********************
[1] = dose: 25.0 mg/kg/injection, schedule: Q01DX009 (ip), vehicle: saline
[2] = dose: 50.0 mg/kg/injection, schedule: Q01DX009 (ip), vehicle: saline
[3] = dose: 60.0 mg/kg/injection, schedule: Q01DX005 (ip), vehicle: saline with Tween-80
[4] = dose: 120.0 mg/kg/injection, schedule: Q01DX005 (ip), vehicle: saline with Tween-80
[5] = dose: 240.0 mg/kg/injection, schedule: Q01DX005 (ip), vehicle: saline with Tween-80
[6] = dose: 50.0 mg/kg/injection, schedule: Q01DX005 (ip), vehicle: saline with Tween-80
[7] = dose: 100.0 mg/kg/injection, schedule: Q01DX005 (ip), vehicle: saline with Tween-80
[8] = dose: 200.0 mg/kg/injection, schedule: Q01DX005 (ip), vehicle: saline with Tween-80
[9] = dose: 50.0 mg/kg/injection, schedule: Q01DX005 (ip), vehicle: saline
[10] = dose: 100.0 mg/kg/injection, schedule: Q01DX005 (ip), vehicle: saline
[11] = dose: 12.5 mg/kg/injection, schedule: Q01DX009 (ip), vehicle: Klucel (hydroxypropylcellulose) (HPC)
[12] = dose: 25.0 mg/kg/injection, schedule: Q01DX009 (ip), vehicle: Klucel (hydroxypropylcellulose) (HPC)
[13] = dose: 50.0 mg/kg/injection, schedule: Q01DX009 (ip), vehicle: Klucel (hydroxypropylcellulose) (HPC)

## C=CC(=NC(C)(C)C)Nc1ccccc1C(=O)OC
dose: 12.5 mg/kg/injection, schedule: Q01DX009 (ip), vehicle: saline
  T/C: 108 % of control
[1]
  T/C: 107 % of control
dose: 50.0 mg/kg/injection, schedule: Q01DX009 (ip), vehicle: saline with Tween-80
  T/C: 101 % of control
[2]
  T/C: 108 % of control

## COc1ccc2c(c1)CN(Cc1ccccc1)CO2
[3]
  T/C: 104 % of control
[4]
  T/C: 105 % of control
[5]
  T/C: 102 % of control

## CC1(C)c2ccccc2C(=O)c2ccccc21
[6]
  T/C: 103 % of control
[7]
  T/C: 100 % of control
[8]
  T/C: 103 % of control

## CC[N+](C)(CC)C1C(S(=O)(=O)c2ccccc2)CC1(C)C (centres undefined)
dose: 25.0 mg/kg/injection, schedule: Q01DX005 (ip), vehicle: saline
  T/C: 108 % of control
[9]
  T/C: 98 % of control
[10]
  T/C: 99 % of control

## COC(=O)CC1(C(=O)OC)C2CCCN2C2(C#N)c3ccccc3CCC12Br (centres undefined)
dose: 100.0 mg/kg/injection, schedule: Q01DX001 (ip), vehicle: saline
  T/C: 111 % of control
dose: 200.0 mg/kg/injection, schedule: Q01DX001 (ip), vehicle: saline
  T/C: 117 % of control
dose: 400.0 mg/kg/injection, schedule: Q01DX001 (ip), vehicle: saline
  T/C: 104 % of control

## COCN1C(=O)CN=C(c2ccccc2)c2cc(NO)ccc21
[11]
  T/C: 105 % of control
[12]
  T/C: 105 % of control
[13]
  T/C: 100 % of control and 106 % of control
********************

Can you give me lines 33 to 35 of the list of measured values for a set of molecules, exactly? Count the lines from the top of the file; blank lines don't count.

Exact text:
[7]
  T/C: 100 % of control
[8]